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[loud-spee-ker] /ˈlaʊdˌspi kər/
any of various devices, usually electronic, by which speech, music, etc., can be intensified and made audible throughout a room, hall, or the like.
  1. a device for transforming electric signals into audible sound, most frequently used to reproduce speech and music.
  2. speaker (def 4).
Origin of loudspeaker
First recorded in 1880-85; loud + speaker Unabridged
Based on the Random House Dictionary, © Random House, Inc. 2017.
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Examples from the Web for loudspeaker
Contemporary Examples
Historical Examples
  • The address to the crowd at the Capitol was broadcast on a loudspeaker.

  • Crawford's back was to them as he stared at the loudspeaker.

    The Second Voice Mann Rubin
  • After a full two minutes there was still no answer from the loudspeaker.

    The Affair of the Brains Anthony Gilmore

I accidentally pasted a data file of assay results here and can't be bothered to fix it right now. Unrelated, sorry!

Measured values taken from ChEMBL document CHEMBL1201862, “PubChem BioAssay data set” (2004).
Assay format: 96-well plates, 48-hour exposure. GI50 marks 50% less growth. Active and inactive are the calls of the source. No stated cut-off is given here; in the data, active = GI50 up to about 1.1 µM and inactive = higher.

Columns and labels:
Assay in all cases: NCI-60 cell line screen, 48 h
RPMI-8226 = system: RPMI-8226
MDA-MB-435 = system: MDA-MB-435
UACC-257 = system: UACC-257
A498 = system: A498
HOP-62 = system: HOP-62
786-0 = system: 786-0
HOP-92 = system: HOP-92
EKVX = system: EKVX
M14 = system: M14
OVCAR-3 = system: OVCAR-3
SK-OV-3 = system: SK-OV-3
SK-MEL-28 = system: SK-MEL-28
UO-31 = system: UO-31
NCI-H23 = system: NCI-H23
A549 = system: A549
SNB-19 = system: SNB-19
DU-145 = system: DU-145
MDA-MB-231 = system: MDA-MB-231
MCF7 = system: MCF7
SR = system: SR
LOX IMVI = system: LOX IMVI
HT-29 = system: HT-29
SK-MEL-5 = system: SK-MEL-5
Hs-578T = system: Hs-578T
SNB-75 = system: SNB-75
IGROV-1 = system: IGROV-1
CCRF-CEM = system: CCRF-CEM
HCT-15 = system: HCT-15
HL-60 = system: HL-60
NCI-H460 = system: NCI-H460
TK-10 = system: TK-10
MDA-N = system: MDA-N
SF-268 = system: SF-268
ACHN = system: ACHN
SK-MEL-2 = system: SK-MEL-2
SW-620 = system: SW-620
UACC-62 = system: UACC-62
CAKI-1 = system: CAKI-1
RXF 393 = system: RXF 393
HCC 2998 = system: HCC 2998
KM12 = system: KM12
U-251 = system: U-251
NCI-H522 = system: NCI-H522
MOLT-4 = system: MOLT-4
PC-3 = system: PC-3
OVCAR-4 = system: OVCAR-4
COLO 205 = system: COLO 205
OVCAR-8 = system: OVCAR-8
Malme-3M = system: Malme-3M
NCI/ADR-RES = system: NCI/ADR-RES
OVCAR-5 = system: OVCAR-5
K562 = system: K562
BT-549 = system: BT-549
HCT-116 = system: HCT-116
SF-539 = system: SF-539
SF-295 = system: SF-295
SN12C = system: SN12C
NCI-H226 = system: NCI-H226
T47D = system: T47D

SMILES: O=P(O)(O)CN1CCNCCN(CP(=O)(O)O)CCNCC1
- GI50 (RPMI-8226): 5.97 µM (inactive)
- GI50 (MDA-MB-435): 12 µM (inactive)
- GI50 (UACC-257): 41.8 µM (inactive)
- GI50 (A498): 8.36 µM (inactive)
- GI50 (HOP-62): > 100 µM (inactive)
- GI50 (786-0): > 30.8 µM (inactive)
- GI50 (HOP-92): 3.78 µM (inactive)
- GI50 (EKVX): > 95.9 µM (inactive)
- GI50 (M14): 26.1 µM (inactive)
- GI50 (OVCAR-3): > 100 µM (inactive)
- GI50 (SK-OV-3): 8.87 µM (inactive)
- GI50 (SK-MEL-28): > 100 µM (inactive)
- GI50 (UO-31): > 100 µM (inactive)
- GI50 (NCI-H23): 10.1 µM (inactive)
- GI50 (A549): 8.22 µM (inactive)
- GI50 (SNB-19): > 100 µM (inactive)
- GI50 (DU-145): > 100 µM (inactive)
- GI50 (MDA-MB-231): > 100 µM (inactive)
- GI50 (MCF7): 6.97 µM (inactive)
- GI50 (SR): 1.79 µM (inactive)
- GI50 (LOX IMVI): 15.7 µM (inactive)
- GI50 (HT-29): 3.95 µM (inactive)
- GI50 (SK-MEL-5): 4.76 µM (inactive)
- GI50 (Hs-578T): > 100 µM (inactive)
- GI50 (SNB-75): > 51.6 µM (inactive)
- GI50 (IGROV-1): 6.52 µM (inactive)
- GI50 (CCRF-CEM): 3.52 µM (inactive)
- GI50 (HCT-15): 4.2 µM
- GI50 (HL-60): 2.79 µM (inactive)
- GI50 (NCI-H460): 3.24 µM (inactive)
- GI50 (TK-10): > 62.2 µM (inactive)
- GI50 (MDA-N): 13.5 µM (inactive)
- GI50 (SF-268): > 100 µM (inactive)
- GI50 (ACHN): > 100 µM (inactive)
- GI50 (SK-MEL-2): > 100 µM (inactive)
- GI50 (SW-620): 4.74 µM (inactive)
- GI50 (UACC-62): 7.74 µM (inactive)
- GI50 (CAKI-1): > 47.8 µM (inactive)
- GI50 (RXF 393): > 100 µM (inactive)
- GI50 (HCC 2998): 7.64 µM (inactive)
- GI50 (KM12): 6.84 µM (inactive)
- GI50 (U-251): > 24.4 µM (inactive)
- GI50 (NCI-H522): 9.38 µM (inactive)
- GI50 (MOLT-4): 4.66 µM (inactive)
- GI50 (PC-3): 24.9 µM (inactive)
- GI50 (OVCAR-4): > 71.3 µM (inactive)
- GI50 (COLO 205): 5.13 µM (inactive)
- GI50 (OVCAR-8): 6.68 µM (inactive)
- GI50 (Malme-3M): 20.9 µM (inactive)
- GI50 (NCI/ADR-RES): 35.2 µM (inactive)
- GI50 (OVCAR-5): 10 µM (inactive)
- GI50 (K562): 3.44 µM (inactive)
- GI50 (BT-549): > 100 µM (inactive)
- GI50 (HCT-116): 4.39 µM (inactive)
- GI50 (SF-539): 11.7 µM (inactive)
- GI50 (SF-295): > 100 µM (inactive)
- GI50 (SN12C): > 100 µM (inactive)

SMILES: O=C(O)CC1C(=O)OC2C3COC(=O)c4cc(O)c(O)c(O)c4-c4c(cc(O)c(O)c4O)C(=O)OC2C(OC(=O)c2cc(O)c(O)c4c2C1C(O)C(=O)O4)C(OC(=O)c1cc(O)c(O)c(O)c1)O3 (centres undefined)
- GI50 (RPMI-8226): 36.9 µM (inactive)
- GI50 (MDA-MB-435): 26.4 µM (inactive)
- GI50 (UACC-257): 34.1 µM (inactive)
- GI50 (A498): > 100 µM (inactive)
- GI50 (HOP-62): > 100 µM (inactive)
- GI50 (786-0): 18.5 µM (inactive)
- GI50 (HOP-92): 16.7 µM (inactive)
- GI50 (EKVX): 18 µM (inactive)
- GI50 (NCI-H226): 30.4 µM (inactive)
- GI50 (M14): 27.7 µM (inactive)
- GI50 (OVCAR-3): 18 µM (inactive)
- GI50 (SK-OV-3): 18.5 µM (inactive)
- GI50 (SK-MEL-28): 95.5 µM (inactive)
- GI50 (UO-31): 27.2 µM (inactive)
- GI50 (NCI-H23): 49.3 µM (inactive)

• A loudspeaker shouted into the room: "Come out of there, Lane, or we'll blast you out."

    Mutineer Robert J. Shea
  • There was a babble of voices from the loudspeaker, punctuated by bursts of static.

    Death Wish Robert Sheckley
British Dictionary definitions for loudspeaker


a device for converting audio-frequency signals into the equivalent sound waves by means of a vibrating conical diaphragm Sometimes shortened to speaker Also called reproducer
Collins English Dictionary - Complete & Unabridged 2012 Digital Edition
© William Collins Sons & Co. Ltd. 1979, 1986 © HarperCollins
Publishers 1998, 2000, 2003, 2005, 2006, 2007, 2009, 2012
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Word Origin and History for loudspeaker

also loud-speaker, 1884, from loud (adj.) + speaker.

Online Etymology Dictionary, © 2010 Douglas Harper
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